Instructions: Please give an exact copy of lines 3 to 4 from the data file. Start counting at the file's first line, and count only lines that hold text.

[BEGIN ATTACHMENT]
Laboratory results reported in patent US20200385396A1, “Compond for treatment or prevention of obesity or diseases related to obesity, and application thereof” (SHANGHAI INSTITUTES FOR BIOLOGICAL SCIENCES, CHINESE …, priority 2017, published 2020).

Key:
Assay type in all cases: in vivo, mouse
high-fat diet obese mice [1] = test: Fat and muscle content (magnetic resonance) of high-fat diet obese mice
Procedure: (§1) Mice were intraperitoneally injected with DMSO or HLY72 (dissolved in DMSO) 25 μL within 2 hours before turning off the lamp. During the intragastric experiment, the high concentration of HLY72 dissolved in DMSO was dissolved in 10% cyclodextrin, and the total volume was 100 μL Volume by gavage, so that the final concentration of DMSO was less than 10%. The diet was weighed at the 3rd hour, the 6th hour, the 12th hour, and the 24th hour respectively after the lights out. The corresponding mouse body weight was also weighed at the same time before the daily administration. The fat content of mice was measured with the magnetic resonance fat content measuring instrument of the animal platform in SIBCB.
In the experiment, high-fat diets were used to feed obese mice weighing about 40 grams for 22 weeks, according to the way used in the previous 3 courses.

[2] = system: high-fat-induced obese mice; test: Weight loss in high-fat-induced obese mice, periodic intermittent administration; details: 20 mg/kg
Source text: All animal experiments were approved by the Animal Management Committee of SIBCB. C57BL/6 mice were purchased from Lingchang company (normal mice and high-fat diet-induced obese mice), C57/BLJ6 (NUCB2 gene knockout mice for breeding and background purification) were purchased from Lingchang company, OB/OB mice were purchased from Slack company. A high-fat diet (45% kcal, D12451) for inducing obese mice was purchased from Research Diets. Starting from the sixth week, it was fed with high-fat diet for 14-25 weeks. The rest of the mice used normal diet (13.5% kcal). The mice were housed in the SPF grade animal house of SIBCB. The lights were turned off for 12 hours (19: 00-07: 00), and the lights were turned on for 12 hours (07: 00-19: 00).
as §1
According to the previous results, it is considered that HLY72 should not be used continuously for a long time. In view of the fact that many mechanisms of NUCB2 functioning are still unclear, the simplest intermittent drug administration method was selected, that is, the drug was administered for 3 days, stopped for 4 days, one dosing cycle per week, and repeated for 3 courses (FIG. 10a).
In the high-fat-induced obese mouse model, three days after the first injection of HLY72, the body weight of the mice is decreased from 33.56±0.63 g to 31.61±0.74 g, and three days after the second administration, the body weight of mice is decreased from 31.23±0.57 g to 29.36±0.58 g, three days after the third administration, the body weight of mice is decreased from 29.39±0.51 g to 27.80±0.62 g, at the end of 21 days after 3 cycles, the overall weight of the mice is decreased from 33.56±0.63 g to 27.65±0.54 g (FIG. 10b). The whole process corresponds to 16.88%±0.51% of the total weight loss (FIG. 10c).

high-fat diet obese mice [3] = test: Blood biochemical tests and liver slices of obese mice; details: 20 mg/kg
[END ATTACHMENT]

Assay type in all cases: in vivo, mouse
high-fat diet obese mice [1] = test: Fat and muscle content (magnetic resonance) of high-fat diet obese mice